Home Depot's (NYSE:HD) underlying business is performing well, which should come as no surprise considering the company's strong history. However, certain trends might indicate that a slowdown will surface over the next few years.  

Industry trends

A significantly reduced supply of homes throughout most of the United States, combined with low mortgage rates, have led to a strong housing market. Some people even refer to it as a housing bubble on steroids. However, according to Market Watch, the 30-year fixed mortgage rate on Zillow Mortgage Marketplace just rose to 4.5% from 4.31% a week earlier. 

Most realtors agree that as long as the 30-year rate stays below 6%, demand will remain high. This is especially the case if the 30-year climbs slowly, as it will force potential home buyers to act to lock in low rates before those levels get too high.

All of this is positive for Home Depot. When people buy homes, they tend to spend a lot of money on those purchases. Another positive sign is that new home sales jumped 8.3% in July. Therefore, people are likely to spend more money at Home Depot in the near future, as well as at Lowe's (NYSE:LOW) and Lumber Liquidators (NYSE:LL). More on the latter two soon.

Positive comps and raised guidance

Home Depot's comps increased 10.7% in the second quarter, mostly thanks to an improved housing market. Home Depot also raised its FY 2013 EPS guidance to $3.60 a share from $3.52. However, analysts wanted to see $3.64. Therefore, the raised guidance wasn't an overall positive. And Home Depot will have to contend with high expectations in the second half of the year, as results will be compared to the previous year, which included hurricanes Irene, Sandy, and Isaac. 

Other important numbers

Home Depot's customer transactions totaled 393.2 million in the second quarter, a substantial increase over 374.9 million in the year-ago quarter. Average ticket also jumped to $57.39 from $55.02. These improvements are likely related to an improved housing market, and to a smaller extent, a bullish stock market. While not all of the population is reaping the benefits of the enormous bull run in the stock market, millions of people out there have benefited. This leads to excess capital, which is often used for home upgrades and repairs. 

Home Depot currently yields 2%, and it's in the early stages of a $1.5 billion accelerated share-repurchase program. It has also spent money on innovation, recently launching its Buy Online, Ship to Store program. This initiative will offer more buying opportunities for consumers, having the potential to aid the top line.

King of the hill

Home Depot isn't just the largest company of the three businesses mentioned in this post; it's also the best for the time being. If you look at key metrics, they paint a clear picture:


Forward P/E

Net Margin


Dividend Yield

Debt-to-Equity Ratio

Short Position

Home Depot














Lumber Liquidators







If you look at Home Depot versus Lowe's, the former is stronger in several areas. Both companies are similar in valuation, debt management, and short positions, so those are a wash. However, Home Depot makes more profit per revenue dollar (net margin), generates more profit per investor dollar (ROE), and offers a higher yield.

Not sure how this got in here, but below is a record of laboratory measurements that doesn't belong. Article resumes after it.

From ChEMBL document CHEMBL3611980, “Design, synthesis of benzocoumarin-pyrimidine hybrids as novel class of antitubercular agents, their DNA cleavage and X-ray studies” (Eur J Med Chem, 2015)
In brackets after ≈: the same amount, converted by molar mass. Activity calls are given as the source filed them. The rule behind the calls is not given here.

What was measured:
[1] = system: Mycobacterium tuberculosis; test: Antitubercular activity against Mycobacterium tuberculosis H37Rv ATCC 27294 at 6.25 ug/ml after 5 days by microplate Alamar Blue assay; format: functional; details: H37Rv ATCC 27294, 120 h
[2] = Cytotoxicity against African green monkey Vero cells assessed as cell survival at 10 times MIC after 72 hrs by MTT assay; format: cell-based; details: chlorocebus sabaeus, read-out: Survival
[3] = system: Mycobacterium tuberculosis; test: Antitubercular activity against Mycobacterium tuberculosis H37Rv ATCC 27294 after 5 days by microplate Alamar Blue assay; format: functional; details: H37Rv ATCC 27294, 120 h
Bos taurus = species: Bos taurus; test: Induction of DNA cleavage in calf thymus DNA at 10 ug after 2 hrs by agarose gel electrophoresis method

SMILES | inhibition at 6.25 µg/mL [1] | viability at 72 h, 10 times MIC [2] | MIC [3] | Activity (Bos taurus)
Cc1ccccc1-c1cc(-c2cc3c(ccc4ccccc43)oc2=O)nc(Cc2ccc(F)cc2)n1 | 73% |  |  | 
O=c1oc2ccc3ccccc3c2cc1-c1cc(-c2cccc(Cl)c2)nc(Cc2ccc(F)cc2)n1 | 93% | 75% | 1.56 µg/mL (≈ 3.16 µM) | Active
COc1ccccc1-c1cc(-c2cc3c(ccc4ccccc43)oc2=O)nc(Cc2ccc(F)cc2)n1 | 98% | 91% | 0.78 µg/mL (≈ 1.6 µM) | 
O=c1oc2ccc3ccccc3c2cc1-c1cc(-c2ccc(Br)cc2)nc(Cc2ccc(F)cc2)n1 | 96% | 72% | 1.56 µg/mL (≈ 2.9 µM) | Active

Lowe's is attempting to steal market share anyway it can. It recently acquired Orchard Supply Hardware Stores for $205 million in cash after Orchard filed for Chapter 11 bankruptcy protection and no competing bids materialized. This acquisition will increase Lowe's square footage in California, where the retailer's exposure is well behind Home Depot. The deal will lead to Lowe's adding 72 stores throughout the state.

Many investors will point to a strong housing recovery in California as a major positive. However, a large portion of the housing boom in California has been thanks to investment firms (and foreign investors) buying properties, not families looking for starter homes or upgrading to larger dwellings. That being the case, the housing boom in California should be looked at with at least some skepticism when it comes to long-term sustainability.

You might have noticed that Lumber Liquidators, best known for hardwood flooring, has some impressive key metrics, including a high net margin and ROE, as well as no debt. However, Lumber Liquidators is a much smaller company, which means it is not as resilient to steep stock market corrections as rivals Home Depot and Lowe's.

This fact, combined with the stock trading at 29 times forward earnings, is likely why the short position is so high. It should also be noted that Lumber Liquidators isn't a threat to Home Depot or Lowe's.


The housing market continues to improve, but whether or not this trend is based on real organic growth and sustainable should be questioned. Therefore, investing in any of the aforementioned companies could be risky. On the other hand, trends remain intact for the moment. If you want to try to squeeze out some more gains before the trend reverses itself, Home Depot should be your best bet.

Dan Moskowitz has no position in any stocks mentioned. The Motley Fool recommends Home Depot, Lowe's, and Lumber Liquidators. The Motley Fool owns shares of Lumber Liquidators. Try any of our Foolish newsletter services free for 30 days. We Fools may not all hold the same opinions, but we all believe that considering a diverse range of insights makes us better investors. The Motley Fool has a disclosure policy. Is this post wrong? Click here. Think you can do better? Join us and write your own!